By 1840 John Gilbert’s mortgages were called in and his dreams for wealth and prosperity were shattered. He lost control of the Huron Mills and most of his land holdings. Earlier, he had deeded a few pieces of land to his son John Jr.

At this point in his life, the handwriting was clearly on the wall for John Gilbert. This once ambitious, resourceful, brave, and skilled man, who did so much to develop what are now the city of Ypsilanti and village of Manchester, retired from business and political life. By 1850, as disclosed in the census of that year, he was living in his home on North Grove along with his wife, his daughter Emily, Emily’s daughter, and several others. There is no mention in the census of Emily’s husband, Abel Godard, who seems to have left Ypsilanti along with the Gilbert fortune.

The poignant letter copied below, written in 1849 by Major Gilbert’s son George Washington Gilbert to his brother John Gilbert Jr., gives us a sense of just how far the Gilbert family had fallen. In it, George pleads with his brother to help him find a job in order to support his parents, his sister Emily, and Emily’s daughter. George himself was married to an Ypsilanti grocer’s daughter, Maria Ann King. Here is his letter:

Ypsilanti, March 10, 1849
Dear Brother
We have had a very sudden death in our family. Mr. King died yesterday at 12 o’clock as we were walking up from his store to his house, on arriving at Grants corner he was attacked with a fit of coughing and ruptured a blood vessel. He died in about three minutes, there was none of his family present but myself until after his death, it was a sudden and very unexpected blow to his family, the funeral will be attended at 2 o’clock p.m. tomorrow. (Sunday)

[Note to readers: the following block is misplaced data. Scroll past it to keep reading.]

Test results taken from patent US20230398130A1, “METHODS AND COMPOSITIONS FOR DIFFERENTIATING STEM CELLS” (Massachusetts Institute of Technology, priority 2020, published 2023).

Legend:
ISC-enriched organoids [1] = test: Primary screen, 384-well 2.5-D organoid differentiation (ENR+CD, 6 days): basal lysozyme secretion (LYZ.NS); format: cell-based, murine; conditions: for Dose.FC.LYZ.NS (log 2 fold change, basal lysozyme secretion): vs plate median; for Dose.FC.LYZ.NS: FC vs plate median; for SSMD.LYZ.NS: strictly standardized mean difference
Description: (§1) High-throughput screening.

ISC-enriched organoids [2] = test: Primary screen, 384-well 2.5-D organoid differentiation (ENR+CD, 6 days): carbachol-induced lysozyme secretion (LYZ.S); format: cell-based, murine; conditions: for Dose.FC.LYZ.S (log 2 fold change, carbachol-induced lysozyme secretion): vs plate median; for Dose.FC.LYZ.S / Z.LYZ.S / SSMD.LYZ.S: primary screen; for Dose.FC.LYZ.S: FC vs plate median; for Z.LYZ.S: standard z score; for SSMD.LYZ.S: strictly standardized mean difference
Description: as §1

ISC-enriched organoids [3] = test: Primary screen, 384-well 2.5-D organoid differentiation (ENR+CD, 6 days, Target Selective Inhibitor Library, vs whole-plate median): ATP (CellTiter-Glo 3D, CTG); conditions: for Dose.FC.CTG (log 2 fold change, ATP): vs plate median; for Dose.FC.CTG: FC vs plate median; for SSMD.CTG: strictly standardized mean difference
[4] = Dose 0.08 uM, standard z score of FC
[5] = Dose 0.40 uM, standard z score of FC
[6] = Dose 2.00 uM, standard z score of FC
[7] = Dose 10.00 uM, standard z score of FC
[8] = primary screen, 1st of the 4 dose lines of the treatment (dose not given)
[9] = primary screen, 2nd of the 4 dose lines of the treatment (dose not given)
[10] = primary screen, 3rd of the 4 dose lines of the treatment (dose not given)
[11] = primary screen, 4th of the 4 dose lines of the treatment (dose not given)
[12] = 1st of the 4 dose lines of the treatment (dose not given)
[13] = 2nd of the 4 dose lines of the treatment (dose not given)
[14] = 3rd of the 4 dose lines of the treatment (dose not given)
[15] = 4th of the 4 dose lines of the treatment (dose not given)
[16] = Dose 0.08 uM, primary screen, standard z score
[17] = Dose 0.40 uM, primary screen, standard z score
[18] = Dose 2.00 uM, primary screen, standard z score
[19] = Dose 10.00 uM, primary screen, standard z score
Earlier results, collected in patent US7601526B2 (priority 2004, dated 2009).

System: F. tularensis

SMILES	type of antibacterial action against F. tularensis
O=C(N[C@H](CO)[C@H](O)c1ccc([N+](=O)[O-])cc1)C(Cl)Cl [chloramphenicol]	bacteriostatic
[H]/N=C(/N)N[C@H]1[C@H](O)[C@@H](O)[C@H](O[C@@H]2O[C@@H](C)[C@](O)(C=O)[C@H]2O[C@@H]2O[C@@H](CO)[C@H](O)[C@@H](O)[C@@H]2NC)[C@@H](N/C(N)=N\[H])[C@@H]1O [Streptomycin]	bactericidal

If you have an opportunity to help me to a situation on the Rail Road by applying to Mr. Brooks or Mr. McCurd you will be doing me a great kindness as well as assisting our Father & Mother being out of employment at this time and our Father & Mother looking to us for support & Emily and her daughter for assistance it has used up all of my available means. I have nothing to look to nor means to assist them with unless I can get into some employment such as I have stated. If they should wish to employ any more assistants I should ask for references as to qualifications you may refer them to B. Follett, C. Joslin or any of the business men of this place or Ann Arbor.
Yours Truly, Geo. W. Gilbert”

Reduced to near poverty, Major John Gilbert and his wife Susan were still living in their home on North Grove St. when he died on January 19, 1860, after years of poor health. John’s death came just a year before his heart could be gladdened by the revival of the family fortunes achieved by his namesake son, John Jr. That revival remains embodied in the elegant mansard-roofed mansion and park-like grounds of the Gilbert House, which was completed in 1861 and continues to glorify the east-side neighborhood across the street from Major Gilbert’s modest final residence. Susan Gilbert died thirteen years after John in the home of her son George Washington Gilbert in Detroit, and she and her husband now rest together at Highland Cemetery.

[Janice Anscheutz’s story of the Gilbert Family’s rise from ruin to renewed riches will be told in the next issue of the GLEANINGS, when we take up the life of Major Gilbert’s son, John Jr. Anscheutz is a regular contributor to the Society’s GLEANINGS publication.]

Photo captions:

1. Gilbert Mansion (no caption)

2. Mill: The Huron Flouring Mill looking south from Congress Street/Michigan Avenue.

3. 302 North Grove Street

4. The Gilbert Family plot at Highland Cemetery

5. Bird’s eye view: From an 1890 panorama view looking north-east: Congress Street is now Michigan Avenue and that’s Riverside Park in the upper left corner, so this is basically the site of today’s still-waiting-to-be-developed Water Street project. The four-story building on the east bank of the Huron River (#45) was the mill owned by John Gilbert at one time.